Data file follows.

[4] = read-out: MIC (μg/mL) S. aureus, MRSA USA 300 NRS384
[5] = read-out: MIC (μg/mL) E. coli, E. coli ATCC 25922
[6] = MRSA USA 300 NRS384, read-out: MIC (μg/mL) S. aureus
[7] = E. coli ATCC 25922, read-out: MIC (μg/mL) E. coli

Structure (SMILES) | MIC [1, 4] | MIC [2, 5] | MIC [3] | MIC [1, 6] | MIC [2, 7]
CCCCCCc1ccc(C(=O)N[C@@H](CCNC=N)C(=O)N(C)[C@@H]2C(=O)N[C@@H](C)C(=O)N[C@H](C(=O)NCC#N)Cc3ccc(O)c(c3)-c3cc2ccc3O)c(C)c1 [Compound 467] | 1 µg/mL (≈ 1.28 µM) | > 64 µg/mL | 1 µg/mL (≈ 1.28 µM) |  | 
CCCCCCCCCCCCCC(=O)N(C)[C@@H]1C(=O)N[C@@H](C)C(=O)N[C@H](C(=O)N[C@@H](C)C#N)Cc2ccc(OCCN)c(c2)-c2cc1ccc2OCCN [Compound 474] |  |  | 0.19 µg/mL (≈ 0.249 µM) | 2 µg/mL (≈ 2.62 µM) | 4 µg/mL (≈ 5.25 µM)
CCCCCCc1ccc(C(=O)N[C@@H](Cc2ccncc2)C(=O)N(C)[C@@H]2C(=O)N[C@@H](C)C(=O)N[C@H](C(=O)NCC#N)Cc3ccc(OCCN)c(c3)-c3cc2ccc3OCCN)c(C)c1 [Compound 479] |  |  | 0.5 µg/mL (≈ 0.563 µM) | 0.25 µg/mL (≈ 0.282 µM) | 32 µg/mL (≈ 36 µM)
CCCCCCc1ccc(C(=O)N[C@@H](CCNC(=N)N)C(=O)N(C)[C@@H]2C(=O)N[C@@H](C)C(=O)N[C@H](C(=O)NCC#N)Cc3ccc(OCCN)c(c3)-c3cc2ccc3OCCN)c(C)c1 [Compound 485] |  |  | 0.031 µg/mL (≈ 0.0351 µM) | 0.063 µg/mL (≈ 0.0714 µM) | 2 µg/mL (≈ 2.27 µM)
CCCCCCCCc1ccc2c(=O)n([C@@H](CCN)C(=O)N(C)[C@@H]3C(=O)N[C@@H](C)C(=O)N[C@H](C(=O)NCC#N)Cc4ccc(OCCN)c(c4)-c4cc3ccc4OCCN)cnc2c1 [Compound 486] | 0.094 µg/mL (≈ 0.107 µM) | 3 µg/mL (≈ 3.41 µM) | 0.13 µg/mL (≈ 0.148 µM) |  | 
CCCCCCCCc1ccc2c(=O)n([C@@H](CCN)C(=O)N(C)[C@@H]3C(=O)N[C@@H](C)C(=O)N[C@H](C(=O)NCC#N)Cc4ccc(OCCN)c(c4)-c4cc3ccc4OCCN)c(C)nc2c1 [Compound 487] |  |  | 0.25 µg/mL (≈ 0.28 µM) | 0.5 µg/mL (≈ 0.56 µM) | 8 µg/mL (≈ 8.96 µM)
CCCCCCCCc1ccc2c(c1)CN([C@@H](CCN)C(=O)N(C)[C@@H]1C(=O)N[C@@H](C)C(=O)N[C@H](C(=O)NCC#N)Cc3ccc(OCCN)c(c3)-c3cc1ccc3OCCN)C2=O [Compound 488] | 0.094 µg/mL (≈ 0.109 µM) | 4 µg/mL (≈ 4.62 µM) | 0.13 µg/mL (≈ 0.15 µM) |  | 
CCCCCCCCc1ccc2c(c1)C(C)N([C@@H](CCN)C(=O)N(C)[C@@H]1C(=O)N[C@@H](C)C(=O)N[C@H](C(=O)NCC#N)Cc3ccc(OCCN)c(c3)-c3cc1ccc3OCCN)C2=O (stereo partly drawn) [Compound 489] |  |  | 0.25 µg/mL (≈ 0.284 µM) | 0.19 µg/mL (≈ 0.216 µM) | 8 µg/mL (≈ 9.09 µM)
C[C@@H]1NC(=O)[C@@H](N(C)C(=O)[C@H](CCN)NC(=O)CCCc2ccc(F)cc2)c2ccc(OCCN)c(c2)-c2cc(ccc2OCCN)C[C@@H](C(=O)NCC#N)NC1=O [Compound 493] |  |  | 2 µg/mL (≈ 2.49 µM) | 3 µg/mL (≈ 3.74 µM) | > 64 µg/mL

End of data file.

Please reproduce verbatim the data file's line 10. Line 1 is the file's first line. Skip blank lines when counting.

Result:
CCCCCCCCc1ccc2c(=O)n([C@@H](CCN)C(=O)N(C)[C@@H]3C(=O)N[C@@H](C)C(=O)N[C@H](C(=O)NCC#N)Cc4ccc(OCCN)c(c4)-c4cc3ccc4OCCN)cnc2c1 [Compound 486] | 0.094 µg/mL (≈ 0.107 µM) | 3 µg/mL (≈ 3.41 µM) | 0.13 µg/mL (≈ 0.148 µM) |  | 